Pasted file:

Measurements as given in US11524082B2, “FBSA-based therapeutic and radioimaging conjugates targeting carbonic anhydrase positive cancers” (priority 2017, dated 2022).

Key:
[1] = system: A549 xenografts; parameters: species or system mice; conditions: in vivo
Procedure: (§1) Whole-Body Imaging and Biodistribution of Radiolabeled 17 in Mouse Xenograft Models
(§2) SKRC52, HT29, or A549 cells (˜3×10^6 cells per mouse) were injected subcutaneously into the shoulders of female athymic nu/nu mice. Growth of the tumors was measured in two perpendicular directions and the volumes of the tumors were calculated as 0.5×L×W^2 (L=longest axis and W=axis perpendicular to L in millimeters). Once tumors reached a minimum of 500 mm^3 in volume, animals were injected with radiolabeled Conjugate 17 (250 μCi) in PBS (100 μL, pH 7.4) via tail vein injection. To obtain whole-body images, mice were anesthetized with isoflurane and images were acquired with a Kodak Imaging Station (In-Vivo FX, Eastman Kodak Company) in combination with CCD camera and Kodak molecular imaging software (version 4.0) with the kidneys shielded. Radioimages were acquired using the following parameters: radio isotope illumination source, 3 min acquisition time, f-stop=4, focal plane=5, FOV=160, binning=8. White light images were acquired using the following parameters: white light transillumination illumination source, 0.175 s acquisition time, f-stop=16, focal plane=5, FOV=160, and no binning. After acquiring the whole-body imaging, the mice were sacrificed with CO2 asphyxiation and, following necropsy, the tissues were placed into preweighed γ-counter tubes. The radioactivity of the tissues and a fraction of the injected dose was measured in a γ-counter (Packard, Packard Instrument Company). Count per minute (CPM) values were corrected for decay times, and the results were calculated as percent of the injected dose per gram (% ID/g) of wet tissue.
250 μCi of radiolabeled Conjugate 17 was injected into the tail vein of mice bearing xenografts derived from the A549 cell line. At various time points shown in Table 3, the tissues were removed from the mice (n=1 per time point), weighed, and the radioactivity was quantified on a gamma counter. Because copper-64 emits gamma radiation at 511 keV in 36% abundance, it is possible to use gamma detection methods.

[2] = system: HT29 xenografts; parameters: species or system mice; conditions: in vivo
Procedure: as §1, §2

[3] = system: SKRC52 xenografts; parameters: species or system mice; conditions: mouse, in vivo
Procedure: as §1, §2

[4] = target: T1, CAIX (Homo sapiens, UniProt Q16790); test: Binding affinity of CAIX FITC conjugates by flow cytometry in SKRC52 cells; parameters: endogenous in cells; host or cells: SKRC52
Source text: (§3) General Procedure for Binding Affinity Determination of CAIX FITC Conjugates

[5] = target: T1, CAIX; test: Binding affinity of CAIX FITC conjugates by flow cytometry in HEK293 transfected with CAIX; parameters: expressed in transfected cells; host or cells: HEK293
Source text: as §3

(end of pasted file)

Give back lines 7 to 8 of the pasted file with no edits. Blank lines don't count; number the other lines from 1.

[2] = system: HT29 xenografts; parameters: species or system mice; conditions: in vivo
Procedure: as §1, §2